Rapaport Magazine

By Phyllis Schiller
HOW ARE COLORED GEMSTONES SELLING?

 
Bayco
The 4Cs are not the only things that make a piece of diamond jewelry a sales winner. In an ongoing series, Rapaport Magazine explores the “3Ws” — what’s selling, what’s not and why — by going straight to the people who really know — jewelry retailers. Each month, we ask a sampling of retailers to comment on the important issues that are facing the industry today. Here is what they had to say when asked: “Have you seen an uptick in sales of colored gemstones? Are customers asking for specific stones?”

RICHARD ROSS, PRESIDENT/OWNER
TILDEN ROSS JEWELERS
SARASOTA, FLORIDA
   “If you carry fine colored gemstones, people always appreciated them and they have always sold. We carry fine gemstones, so we do sell them. There hasn’t been an uptick other than that they have never been a weak segment of our merchandise mix. We do well with rubellite, we do well with aqua, we sold some beautiful tsavorite — we’ve had some beautiful pieces in those three stones. And opals are big this year, mostly in rings.”

EILEEN ALEXANIAN, CO-OWNER
DIAMONDS ’N DUNES
KITTY HAWK, NORTH CAROLINA
   “I would say sapphires continue to be desired. I have had more people interested in ruby, sapphire and emeralds — the classics. We continue to do birthstone jewelry in various forms, for a child and a young adult, and we have different fashion lines in silver and gold that feature a lot of colored stones, which fulfill that market. We sell blue topaz in precious gold and we also sell aquamarine, which are ‘sea colors’ and desirable in our area because of where we are located. But we haven’t really gone back into the more exotic colored stones. We do have clients who ask for fashion jewelry in color. But I’m not seeing nontraditional color as much.
   “We’re also trying to add colored diamonds — which provide some color but also add something different and more exotic — in white gold, which is more precious and a different price point.”

BRIAN LEVINE, PRESIDENT
BRIAN MICHAEL’S JEWELERS
TONAWANDA, NEW YORK
   “Precious stones are down a point or two and semiprecious is up by seven or eight points. In terms of which of the stones are selling best, sapphire is strong and nonglass-filled ruby, with emerald slightly behind.
   “There are those who will come in and ask for a specific stone, but there are a lot of customers in today’s world who are looking for a specific price point rather than a specific stone. They want something that looks impressive or is the style that the person they’re buying for will love. And the way fashion is now and the pricing of metal, they’re picking semiprecious, in silver with some gold on it, because of the price point and the look. It’s the whole picture of design.”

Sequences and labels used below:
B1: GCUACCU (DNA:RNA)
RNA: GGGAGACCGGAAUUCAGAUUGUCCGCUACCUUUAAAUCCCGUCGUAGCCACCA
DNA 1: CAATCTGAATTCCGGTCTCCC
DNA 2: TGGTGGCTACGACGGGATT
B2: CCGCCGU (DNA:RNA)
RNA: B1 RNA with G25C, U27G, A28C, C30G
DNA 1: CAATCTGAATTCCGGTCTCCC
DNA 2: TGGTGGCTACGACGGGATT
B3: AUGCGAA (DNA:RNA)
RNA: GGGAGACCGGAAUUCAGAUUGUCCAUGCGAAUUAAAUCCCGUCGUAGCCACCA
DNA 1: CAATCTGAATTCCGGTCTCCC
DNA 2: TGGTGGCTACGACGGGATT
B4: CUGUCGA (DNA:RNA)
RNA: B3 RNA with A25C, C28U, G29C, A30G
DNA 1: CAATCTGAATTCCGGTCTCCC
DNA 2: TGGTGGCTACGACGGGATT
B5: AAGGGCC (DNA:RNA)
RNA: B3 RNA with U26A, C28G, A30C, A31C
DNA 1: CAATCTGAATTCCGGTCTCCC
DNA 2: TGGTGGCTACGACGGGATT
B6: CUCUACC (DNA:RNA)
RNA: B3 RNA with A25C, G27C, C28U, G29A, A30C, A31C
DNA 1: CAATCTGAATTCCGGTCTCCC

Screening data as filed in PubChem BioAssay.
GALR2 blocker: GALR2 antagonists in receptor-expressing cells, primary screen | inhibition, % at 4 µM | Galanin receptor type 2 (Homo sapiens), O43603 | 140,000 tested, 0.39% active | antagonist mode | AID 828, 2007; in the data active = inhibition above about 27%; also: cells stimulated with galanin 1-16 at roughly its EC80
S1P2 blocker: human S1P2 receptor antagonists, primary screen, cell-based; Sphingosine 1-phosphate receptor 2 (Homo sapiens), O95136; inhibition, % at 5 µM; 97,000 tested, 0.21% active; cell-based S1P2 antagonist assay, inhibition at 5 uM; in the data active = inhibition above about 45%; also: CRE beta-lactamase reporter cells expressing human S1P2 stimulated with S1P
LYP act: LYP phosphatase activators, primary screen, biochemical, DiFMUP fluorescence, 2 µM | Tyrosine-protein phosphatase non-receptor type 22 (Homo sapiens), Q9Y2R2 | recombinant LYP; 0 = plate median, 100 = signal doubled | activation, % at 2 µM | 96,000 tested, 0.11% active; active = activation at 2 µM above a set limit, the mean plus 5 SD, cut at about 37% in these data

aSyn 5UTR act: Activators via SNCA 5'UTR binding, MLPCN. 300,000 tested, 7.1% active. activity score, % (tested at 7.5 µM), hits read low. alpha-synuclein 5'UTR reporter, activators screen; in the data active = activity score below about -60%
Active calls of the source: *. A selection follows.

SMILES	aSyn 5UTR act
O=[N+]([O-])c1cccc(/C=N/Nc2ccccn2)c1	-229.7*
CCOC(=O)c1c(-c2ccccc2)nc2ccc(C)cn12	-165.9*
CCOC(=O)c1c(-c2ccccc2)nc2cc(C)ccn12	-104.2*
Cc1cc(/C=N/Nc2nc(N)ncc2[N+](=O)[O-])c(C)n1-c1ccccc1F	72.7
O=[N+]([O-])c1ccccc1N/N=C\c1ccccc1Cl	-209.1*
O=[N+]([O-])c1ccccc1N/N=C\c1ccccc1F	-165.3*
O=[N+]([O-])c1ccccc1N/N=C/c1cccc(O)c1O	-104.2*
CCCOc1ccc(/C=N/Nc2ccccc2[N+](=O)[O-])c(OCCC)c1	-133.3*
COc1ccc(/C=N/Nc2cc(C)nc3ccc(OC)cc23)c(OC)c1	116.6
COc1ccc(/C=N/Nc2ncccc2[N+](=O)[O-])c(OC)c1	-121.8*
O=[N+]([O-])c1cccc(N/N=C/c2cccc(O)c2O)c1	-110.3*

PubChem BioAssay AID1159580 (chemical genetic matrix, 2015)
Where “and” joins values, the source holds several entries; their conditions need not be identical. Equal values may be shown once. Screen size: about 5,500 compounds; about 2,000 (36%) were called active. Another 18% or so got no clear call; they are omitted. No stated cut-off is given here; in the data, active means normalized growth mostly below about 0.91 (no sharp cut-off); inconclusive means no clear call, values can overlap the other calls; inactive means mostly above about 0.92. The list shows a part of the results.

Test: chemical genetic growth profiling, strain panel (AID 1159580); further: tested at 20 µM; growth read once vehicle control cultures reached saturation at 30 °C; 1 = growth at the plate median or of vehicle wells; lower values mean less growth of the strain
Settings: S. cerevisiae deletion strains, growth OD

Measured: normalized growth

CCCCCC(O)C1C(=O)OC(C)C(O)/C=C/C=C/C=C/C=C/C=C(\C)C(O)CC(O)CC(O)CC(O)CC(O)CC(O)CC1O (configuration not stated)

KELLY NEWTON, OWNER
NEWTON’S JEWELERS, INC.
FORT SMITH, ARKANSAS
   “Actually, we’re seeing an overall interest in everything. The whole last quarter was that way and it pretty much carried through January. The weather was not our friend, but so far, February has been great. We just sold a beautiful diamond and sapphire bracelet.
   “Customers will ask for color as a generic, not specific types of stones. It’s more what they see, and if they like it, they’ll ask about it. But diamonds are still outselling everything, of course. We’re just pleased customers are buying more of everything. It’s kind of all encompassing.”

KIT HEFFERN, PRESIDENT
ELLEARD HEFFERN FINE JEWELERS
ST. LOUIS, MISSOURI
   “In color, we’ve always done earrings, bracelets, rings. And color does sell very well. But we’ve always done a lot in color; there hasn’t been a dramatic uptick.”

GEORGE FOX, OWNER
FOX FINE JEWELRY
VENTURA, CALIFORNIA
   “Well-cut blue sapphire has sold lately, overall. And we sold a very big tsavorite, a pretty significant gem. In addition, people have been bringing in gemstones they purchased on the internet to have them made into jewelry. So yes, I have seen a small uptick in colored gemstone.
   “I’ve been a colored stone addict for many years and had a safe full of color for decades, which I would mount for people in custom orders and as we sold the gems, we’d replace them. We’ve bought a few medium-size blue sapphires in one-carat, one-and-a-half-carat and two-carat sizes. We’re doing pretty well with that.”

STEWART BRANDT, OWNER
H. BRANDT JEWELERS
NATICK, MASSACHUSETTS
   “No, I haven’t seen any uptick in colored gems. I stock more than my fair share in all categories from citrine to sapphire, ruby and emerald. We have them all. The only department where colored stone is strong is semiprecious stones set in sterling, fashion pieces. But fine color, unfortunately, is not producing.”

SCOTT BERG, MARKET PRESIDENT
LEE MICHAELS FINE JEWELRY
BATON ROUGE, LOUISIANA
   “Unusual color has been good for us and higher-grade color, whether it be Colombian emeralds or no-heat sapphires or Paraiba tourmalines — bold, unique color, what I would classify as important stones. And then I would say important pieces with mixtures of color have sold well for us. Some of them incorporating diamonds, others not — tsavorites and sapphires, unique color palettes.
   “Color becomes important for some customers who are in a mature buying cycle and are looking for unusual pieces to add to their collections. Then color becomes very important because it makes a statement, it’s unique and it allows them to buy something that they don’t already have.”

Article from the Rapaport Magazine - March 2014. To subscribe click here.

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